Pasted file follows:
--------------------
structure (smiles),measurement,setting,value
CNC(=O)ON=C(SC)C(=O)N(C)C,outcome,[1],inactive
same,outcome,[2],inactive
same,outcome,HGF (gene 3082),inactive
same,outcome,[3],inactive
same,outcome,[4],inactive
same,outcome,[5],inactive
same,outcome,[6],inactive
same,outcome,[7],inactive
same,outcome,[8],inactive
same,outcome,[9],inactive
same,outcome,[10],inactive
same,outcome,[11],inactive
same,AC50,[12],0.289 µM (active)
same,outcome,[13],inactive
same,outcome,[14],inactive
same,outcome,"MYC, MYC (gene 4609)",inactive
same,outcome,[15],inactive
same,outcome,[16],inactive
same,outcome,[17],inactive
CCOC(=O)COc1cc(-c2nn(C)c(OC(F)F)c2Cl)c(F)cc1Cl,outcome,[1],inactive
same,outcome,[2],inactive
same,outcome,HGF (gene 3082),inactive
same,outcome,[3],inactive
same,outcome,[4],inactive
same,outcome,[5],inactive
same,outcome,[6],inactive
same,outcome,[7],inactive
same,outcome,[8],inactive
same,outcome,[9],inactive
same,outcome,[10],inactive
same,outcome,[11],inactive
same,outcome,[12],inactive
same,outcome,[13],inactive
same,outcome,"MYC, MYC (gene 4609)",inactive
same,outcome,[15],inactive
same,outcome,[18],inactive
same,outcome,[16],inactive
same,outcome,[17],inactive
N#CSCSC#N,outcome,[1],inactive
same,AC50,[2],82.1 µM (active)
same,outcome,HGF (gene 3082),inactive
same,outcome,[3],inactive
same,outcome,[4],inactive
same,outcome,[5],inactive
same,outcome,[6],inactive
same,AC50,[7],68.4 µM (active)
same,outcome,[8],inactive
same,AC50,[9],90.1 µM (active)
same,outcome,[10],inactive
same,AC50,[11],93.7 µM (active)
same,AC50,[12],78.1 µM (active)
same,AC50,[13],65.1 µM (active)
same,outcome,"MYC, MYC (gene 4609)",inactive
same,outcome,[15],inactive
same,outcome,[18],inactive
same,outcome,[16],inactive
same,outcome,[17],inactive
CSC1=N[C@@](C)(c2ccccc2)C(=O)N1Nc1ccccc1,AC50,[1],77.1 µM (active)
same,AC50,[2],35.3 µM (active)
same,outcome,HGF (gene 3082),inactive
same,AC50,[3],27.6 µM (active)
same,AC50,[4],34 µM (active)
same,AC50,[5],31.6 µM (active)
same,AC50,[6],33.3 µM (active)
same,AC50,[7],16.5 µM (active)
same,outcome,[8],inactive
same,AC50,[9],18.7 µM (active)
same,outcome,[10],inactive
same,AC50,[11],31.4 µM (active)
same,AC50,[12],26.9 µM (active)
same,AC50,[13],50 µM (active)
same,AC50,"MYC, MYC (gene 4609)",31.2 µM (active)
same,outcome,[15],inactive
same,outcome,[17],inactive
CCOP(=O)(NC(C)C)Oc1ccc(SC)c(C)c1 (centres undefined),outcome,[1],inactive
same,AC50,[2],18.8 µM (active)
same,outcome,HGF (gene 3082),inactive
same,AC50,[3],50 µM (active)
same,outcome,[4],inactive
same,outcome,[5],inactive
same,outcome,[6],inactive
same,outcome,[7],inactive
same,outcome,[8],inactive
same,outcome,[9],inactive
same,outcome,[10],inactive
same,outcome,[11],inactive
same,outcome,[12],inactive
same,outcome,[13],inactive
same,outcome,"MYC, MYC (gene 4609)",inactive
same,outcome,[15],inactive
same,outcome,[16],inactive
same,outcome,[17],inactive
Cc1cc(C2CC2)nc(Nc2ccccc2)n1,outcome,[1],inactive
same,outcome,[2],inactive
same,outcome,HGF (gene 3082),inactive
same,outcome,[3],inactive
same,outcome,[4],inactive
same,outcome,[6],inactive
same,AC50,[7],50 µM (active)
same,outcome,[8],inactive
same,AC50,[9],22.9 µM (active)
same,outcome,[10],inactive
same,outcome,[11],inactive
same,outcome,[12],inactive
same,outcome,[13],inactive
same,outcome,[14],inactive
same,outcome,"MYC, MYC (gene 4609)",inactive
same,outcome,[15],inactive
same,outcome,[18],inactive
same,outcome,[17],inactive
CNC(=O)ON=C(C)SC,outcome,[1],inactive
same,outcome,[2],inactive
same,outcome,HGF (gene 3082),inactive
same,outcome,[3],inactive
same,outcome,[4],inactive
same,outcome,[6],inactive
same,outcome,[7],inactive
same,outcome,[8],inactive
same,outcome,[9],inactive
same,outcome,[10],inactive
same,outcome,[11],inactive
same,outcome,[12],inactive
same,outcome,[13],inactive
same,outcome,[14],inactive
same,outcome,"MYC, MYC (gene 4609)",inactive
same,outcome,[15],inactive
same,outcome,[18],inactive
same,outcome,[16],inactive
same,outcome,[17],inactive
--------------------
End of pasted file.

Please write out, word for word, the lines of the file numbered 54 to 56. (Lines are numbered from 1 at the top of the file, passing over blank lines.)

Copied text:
same,outcome,"MYC, MYC (gene 4609)",inactive
same,outcome,[15],inactive
same,outcome,[18],inactive